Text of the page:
Christine Marie of France (10 February 1606 – 27 December 1663) was the sister of Louis XIII and the Duchess of Savoy by marriage. At the death of her husband Victor Amadeus I in 1637, she acted as regent of Savoy between 1637 and 1648.
Christine was born in the Palais du Louvre in Paris, she was the third child and second daughter of King Henry IV of France and his second wife, the Italian Marie de’ Medici. As a daughter of the king, she was a Fille de France. She was a younger sister of Louis XIII of France and Elisabeth of France. She was also an older sister of Nicholas Henri, Duke of Orléans, Gaston, Duke of Orléans and Henrietta Maria of France. Christine was a sister-in-law of Philip IV of Spain through Élisabeth and of Charles I of England through Henrietta Maria.
After the marriage of her older sister Elisabeth in 1615 to the future Philip IV of Spain, Christine took on the honorary title of Madame Royale indicating her status as the eldest and most senior unmarried daughter at the court of her father. After her marriage, the style went to her younger sister Henrietta Maria of France.
She married Victor Amadeus I, Duke of Savoy, on 10 February 1619 at the Louvre in the capital. From 1619 till her husband’s accession, she was known as the Princess of Piedmont. He was a son of Charles Emmanuel I, Duke of Savoy and Infanta Catherine Michelle of Spain. Caterina Micaela was in turn a daughter of Philip II of Spain and Elisabeth of Valois. Elisabeth was a daughter of Henry II of France and Catherine de’ Medici. She was said to be volatile and frivolous. Educated at the French court, she introduced French culture to the court of Savoy; she later lived at the Palazzo Madama which she had rebuilt. She was also the driving force for the reconstruction of the Castello del Valentino as well as the additions to the Royal Palace of Turin. She would also later own Vigna di Madama Reale, old residence of her brother in law Maurice of Savoy.
She did as much as she could to ensure that her court rivalled in splendour that of her sister Henrietta Maria, wife of Charles I of England. The sisters would have somewhat of a rivalry. Christine encouraged her husband to claim his right to the rather empty title of King of Cyprus and Jerusalem, a ‘kingdom’ which led to him being tagged as ‘a king without a crown’. She did not keep it a secret that she would be a queen than a duchess; she also wanted to transform the minor Duchy of Savoy into a little France.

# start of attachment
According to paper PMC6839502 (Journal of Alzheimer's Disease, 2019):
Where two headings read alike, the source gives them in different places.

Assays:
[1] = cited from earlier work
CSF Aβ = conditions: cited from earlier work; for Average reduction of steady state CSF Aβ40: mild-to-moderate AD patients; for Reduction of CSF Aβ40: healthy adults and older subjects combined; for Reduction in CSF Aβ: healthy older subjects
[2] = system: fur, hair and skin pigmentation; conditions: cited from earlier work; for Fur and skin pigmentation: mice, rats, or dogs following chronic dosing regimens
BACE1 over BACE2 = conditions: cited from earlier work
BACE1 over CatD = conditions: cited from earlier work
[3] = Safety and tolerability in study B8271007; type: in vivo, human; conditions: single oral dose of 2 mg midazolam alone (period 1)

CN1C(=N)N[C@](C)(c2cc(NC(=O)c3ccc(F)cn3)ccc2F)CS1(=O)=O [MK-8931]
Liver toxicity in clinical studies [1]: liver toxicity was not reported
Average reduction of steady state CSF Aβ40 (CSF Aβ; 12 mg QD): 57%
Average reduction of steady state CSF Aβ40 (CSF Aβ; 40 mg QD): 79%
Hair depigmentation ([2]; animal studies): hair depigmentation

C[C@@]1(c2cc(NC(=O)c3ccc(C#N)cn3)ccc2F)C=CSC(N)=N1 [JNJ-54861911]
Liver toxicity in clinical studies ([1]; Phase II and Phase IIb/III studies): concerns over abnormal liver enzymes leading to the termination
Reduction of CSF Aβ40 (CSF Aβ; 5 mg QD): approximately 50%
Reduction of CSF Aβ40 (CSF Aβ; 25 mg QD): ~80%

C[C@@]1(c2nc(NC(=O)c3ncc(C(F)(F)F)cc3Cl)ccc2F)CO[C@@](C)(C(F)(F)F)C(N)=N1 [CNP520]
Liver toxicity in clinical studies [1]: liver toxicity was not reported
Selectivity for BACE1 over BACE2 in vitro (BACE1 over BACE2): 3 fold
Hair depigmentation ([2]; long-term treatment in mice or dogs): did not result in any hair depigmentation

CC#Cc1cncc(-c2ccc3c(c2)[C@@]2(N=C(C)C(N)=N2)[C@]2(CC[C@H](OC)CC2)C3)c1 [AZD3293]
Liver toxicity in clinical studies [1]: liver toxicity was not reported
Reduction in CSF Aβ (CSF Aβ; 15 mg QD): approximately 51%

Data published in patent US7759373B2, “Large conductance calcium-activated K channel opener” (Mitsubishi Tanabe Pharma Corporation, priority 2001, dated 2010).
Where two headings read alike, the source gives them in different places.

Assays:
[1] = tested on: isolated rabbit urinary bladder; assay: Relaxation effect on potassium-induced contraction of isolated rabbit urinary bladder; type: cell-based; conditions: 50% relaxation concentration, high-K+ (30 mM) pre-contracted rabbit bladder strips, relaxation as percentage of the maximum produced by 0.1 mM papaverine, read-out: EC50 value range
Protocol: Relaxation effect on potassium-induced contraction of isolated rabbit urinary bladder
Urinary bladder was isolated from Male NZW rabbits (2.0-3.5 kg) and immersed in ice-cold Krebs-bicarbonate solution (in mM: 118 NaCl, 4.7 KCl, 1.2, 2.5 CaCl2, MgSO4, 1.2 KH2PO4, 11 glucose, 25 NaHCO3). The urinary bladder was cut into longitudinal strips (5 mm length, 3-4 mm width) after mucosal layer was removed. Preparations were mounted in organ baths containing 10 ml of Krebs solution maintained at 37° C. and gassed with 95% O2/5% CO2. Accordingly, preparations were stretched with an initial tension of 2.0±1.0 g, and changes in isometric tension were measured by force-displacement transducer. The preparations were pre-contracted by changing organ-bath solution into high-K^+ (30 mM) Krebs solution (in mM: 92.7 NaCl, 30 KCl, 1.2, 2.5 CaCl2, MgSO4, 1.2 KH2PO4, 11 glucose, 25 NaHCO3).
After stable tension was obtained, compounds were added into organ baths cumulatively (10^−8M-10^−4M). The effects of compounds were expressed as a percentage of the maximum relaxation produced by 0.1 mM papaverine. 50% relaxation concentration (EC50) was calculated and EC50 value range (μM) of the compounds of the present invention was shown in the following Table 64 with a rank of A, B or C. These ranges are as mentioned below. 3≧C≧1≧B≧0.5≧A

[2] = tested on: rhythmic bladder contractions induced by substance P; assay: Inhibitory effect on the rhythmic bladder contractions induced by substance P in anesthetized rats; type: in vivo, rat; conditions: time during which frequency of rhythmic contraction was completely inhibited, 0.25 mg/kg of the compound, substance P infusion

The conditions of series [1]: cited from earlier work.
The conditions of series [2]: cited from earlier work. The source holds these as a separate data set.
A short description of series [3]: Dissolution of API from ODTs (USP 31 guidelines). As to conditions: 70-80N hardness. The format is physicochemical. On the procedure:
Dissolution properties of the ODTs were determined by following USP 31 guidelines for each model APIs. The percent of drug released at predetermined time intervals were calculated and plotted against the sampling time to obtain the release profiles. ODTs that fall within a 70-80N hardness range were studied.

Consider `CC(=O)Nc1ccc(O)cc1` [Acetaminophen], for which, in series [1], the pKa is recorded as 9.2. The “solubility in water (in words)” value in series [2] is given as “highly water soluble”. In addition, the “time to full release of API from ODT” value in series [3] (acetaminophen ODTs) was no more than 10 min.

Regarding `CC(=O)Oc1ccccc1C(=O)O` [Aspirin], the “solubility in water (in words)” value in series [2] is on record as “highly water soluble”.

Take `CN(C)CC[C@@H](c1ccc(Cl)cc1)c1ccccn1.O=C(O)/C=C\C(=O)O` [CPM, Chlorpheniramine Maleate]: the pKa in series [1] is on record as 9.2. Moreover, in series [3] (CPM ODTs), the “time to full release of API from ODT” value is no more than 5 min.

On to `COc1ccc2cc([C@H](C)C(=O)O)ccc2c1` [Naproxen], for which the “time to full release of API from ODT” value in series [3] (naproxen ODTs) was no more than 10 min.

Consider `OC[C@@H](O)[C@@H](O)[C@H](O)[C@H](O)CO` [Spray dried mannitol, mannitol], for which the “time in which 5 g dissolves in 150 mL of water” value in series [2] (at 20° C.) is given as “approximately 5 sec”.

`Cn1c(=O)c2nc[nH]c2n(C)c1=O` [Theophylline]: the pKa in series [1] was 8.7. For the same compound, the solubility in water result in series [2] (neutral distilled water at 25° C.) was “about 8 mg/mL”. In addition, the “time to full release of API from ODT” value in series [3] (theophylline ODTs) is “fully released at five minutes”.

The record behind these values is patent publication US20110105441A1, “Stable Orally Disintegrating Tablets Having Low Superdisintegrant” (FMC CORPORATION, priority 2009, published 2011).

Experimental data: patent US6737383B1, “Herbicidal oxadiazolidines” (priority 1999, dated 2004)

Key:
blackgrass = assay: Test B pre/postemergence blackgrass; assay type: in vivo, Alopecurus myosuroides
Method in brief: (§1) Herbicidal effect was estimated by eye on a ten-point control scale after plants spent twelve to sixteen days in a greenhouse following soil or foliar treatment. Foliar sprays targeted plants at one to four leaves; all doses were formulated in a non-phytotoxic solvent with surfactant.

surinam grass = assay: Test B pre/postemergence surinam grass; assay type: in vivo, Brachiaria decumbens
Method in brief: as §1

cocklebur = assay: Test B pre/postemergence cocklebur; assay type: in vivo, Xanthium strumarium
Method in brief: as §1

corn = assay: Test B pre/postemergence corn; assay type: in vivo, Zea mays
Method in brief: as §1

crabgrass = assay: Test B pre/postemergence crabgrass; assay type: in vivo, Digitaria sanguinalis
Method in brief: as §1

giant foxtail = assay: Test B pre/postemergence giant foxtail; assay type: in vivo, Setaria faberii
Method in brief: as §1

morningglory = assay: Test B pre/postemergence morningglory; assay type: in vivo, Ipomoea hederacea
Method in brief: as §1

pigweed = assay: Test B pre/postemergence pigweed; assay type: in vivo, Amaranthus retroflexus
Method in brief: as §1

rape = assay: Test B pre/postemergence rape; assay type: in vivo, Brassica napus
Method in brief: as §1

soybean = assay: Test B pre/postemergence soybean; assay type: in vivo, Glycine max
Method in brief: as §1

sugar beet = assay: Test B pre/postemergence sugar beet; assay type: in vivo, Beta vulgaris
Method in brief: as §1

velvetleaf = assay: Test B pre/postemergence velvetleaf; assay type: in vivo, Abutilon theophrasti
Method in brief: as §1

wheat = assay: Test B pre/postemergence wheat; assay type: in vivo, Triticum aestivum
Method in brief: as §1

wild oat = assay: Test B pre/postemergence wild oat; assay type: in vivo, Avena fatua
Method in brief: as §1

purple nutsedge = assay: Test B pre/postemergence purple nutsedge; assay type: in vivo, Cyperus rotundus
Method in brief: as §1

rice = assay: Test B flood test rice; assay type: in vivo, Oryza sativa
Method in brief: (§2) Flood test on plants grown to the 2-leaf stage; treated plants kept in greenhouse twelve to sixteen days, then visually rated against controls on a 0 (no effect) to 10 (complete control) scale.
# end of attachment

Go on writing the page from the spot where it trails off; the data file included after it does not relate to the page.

Victor Amadeus became Duke after the death of his father on 26 July 1630. When her husband died in 1637, she was created regent in the name of her son Francis Hyacinth. At the death of Francis Hyacinth in 1638, her second son Charles Emmanuel II succeeded and Christine retained the regency. Both Prince Maurice and his younger brother Prince Thomas of Savoy disputed the power of their sister-in-law and her French entourage. When the first heir Francis Hyacinth died in 1638, both brothers started the Piedmontese Civil War, with Spanish support. The two parties were called “principisti” (supporters of the Princes) and “madamisti” (supporters of Madama Reale). Christine was notorious as much for her capricious rule as for her many lovers, a trait from her father Henry IV who was famed for his many lovers also.
After four years of fighting, Christine was victorious, thanks to French military support. Not only did she keep the Duchy for her son, she also prevented France getting too much power in the Duchy. When peace was concluded in 1642, Maurice married his fourteen-year-old niece Louise Christine, abandoning the title of cardinal and asking dispensation from Pope Paul V. Maurice became governor of Nice. Christine of France stayed in firm control of the Duchy of Savoy, until her son could follow in her footsteps; her formal regency ended in 1648, but she remained in charge at his invitation until her death.
She lived an uninhibited private life and had relationships with the French Ambassador, Marini, her brother-in-law, Maurizio, and Count Filippo d’Aglié, a handsome learned and courageous man who remained faithful to her all her life. She encouraged her son Charles Emmanuel to marry her niece Françoise Madeleine d’Orléans. She was the youngest surviving daughter of Gaston, Duke of Orléans, her youngest brother. They married 3 Apr 1663.
Christine died at the Palazzo Madama, Turin on 27 Dec 1663 at the age of 57 and was buried at the Basilica of Sant’Andrea. She had outlived 4 of her seven children.
Françoise Madeleine died in January 1664 and her son later married another cousin, Marie Jeanne of Savoy. Marie Jeanne would give birth to Victor Amadeus II of Sardinia who would later marry another French Princess (and member of the House of Orléans) Anne Marie d’Orléans. 17 years after her death, in 1680, her granddaughter Victoria of Bavaria via her third daughter Princess Henriette Adelaide of Savoy, would marry her older brother’s grandson Louis de France known as ‘the Fat’ and Monseigneur. Christine thus became a direct ancestress of the Spanish branch of the House of Bourbon via Victoria’s second son Philip V of Spain.
It was revealed on NBC’s Who Do You Think You Are? that one of her descendants is model/actress Brooke Shields. Princess Michael of Kent, born Baroness Marie Christine, is also a descendant by Christine’s son, Charles Emmanuel